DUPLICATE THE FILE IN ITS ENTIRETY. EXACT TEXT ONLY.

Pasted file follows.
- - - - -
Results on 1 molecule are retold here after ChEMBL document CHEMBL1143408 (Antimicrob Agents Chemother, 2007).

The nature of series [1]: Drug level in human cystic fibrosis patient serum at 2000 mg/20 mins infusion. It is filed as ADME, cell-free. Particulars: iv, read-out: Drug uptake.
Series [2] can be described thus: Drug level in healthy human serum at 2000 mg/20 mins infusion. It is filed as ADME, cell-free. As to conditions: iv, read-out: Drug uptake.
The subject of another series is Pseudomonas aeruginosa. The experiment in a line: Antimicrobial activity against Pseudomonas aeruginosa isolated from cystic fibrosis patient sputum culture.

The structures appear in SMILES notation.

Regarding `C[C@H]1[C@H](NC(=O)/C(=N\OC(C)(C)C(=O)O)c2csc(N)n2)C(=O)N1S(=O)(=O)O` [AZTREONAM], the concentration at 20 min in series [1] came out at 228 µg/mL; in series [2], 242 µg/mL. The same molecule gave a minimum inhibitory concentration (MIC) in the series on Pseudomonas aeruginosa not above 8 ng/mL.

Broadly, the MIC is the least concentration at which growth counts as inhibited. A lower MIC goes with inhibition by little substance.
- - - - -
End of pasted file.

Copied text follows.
Results on 1 molecule are retold here after ChEMBL document CHEMBL1143408 (Antimicrob Agents Chemother, 2007).

The nature of series [1]: Drug level in human cystic fibrosis patient serum at 2000 mg/20 mins infusion. It is filed as ADME, cell-free. Particulars: iv, read-out: Drug uptake.
Series [2] can be described thus: Drug level in healthy human serum at 2000 mg/20 mins infusion. It is filed as ADME, cell-free. As to conditions: iv, read-out: Drug uptake.
The subject of another series is Pseudomonas aeruginosa. The experiment in a line: Antimicrobial activity against Pseudomonas aeruginosa isolated from cystic fibrosis patient sputum culture.

The structures appear in SMILES notation.

Regarding `C[C@H]1[C@H](NC(=O)/C(=N\OC(C)(C)C(=O)O)c2csc(N)n2)C(=O)N1S(=O)(=O)O` [AZTREONAM], the concentration at 20 min in series [1] came out at 228 µg/mL; in series [2], 242 µg/mL. The same molecule gave a minimum inhibitory concentration (MIC) in the series on Pseudomonas aeruginosa not above 8 ng/mL.

Broadly, the MIC is the least concentration at which growth counts as inhibited. A lower MIC goes with inhibition by little substance.